Here’s How Much Legalising Weed Could Boost UK Economy

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With Britain potentially losing £66 billion a year following Brexit, the treasury are looking for new ways to stimulate the British economy. 

According to a new report from the Adam Smith Institute and Volteface the Treasury could  raise £1 billion each year by decriminalising weed and taxing the shit out of it like they do with cigarettes and beer.

The legislation would also have the added benefit of bringing British drug laws into the 21st Century like other places around the world including several states in the U.S., Canada and Portugal.

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Its been reported that a legal cannabis market could be worth up to £6.8 billion a year with an added £1.05 billion in tax revenues and reduced criminal justice costs on top of that.

Added to that is the £50 million a year bill that the tax payer spends keeping the 1,300 people in prison for cannabis-related crimes across England and Wales in jail.

The report’s been backed by former Health Minister Norman Lamb, and former Deputy Prime Minister Nick Clegg has also claimed it’s time to rethink current drugs policy.

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He told the Press Association:

Cannabis prohibition is being swept away on a tide of popular opinion and replaced with responsible legal regulation.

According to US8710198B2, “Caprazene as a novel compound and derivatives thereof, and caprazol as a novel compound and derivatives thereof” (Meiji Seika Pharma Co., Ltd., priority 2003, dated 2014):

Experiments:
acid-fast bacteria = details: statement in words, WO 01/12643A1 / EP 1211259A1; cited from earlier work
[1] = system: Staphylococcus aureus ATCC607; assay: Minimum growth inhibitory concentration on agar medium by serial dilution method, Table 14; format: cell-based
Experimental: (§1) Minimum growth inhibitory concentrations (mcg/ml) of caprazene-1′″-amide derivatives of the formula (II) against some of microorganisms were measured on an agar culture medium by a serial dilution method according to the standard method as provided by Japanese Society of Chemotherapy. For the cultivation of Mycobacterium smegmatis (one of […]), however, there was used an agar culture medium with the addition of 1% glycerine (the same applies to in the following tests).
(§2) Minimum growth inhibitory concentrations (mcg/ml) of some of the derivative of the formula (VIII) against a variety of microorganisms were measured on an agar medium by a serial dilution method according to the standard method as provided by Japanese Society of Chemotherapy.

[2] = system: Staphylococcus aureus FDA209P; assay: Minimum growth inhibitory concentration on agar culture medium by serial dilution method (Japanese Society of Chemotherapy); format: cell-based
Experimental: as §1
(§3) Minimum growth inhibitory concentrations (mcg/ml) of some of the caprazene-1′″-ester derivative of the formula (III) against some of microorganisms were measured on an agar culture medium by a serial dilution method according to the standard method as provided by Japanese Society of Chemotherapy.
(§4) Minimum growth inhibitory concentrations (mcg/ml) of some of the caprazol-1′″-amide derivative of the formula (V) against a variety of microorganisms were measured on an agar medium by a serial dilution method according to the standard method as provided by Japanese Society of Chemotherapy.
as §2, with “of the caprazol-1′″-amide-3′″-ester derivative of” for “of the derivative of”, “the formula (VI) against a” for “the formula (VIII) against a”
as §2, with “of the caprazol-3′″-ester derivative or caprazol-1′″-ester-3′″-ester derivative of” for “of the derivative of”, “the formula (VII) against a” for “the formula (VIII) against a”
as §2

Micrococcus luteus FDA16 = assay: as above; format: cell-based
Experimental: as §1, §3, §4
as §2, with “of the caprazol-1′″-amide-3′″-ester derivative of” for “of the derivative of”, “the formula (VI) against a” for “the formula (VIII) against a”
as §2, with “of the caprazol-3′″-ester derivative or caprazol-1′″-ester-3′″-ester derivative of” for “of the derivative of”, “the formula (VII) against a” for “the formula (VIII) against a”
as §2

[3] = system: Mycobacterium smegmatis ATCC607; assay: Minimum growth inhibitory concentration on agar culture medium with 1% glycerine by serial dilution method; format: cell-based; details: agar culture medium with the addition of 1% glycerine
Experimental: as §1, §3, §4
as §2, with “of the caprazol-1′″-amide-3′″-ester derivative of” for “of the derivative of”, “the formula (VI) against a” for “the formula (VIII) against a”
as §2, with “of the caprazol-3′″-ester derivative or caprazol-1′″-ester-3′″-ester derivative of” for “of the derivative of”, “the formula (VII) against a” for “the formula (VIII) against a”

Now is the time for ministers to start writing the rules for this legal market, including age limits and health warnings, so that we can finally take back control from the criminal gangs.

British politicians need to open their eyes to what is happening in the rest of the world.

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Caroline Lucas the leader of the Green party also backed the report saying that the country needs an evidence-based drugs policy, rather than an expensive policy of ineffective prohibition.

The report also claims drug policies in the UK have failed to stop people smoking weed and that improper regulation have actually increased crime across the country.


Tom Percival

Tom Percival

More of a concept than a journalist, Tom Percival was forged in the bowels of Salford University from which he emerged grasping a Masters in journalism. Since then his rise has been described by himself as ‘meteoric’ rising to the esteemed rank of Social Editor at UNILAD as well as working at the BBC, Manchester Evening News, and ITV. He credits his success to three core techniques, name repetition, personality mirroring, and never breaking off a handshake.